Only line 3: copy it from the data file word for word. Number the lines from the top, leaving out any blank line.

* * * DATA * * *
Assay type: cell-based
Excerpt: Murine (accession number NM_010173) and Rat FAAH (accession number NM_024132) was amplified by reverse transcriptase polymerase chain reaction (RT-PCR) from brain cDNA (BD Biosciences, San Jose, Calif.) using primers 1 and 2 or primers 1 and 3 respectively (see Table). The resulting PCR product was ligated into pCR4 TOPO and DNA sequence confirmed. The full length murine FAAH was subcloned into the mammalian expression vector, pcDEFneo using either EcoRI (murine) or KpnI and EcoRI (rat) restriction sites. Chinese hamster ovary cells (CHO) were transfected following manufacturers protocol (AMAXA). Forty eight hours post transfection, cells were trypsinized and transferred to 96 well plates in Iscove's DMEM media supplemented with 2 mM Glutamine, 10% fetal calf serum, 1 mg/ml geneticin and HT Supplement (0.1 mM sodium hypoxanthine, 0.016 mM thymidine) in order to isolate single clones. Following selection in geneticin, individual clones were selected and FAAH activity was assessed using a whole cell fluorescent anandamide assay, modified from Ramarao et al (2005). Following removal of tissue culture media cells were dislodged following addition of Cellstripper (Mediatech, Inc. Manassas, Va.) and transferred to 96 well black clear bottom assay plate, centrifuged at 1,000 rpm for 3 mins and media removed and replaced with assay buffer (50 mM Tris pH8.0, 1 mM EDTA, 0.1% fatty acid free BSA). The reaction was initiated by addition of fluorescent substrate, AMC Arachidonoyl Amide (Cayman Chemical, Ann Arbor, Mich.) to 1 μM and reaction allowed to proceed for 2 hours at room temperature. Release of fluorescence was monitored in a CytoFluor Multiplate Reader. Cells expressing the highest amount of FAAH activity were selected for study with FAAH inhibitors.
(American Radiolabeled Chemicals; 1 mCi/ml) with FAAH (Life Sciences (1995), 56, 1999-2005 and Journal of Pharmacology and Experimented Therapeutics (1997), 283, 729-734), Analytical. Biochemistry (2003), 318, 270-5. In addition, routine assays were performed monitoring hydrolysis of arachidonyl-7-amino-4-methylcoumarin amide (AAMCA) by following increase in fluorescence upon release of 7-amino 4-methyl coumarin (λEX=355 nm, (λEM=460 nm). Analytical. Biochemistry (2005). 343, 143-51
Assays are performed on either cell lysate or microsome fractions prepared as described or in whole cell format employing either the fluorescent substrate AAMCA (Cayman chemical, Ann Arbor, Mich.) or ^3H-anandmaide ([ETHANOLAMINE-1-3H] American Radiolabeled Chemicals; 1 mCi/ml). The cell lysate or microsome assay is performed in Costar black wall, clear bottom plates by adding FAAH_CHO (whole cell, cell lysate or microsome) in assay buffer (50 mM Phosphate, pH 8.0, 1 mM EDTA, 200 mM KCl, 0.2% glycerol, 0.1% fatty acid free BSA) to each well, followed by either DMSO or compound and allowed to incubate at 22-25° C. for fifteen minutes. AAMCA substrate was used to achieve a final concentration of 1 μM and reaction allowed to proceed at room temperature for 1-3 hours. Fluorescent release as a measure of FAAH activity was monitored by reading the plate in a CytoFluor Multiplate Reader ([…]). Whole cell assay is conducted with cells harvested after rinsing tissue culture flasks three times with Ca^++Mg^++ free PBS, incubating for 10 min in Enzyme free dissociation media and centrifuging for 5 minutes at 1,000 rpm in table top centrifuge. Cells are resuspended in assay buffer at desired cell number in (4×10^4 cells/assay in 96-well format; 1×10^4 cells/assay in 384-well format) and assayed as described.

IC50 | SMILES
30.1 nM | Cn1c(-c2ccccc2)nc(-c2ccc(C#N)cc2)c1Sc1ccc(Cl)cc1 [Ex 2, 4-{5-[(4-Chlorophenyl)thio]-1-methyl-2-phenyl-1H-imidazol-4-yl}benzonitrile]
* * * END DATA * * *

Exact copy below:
(American Radiolabeled Chemicals; 1 mCi/ml) with FAAH (Life Sciences (1995), 56, 1999-2005 and Journal of Pharmacology and Experimented Therapeutics (1997), 283, 729-734), Analytical. Biochemistry (2003), 318, 270-5. In addition, routine assays were performed monitoring hydrolysis of arachidonyl-7-amino-4-methylcoumarin amide (AAMCA) by following increase in fluorescence upon release of 7-amino 4-methyl coumarin (λEX=355 nm, (λEM=460 nm). Analytical. Biochemistry (2005). 343, 143-51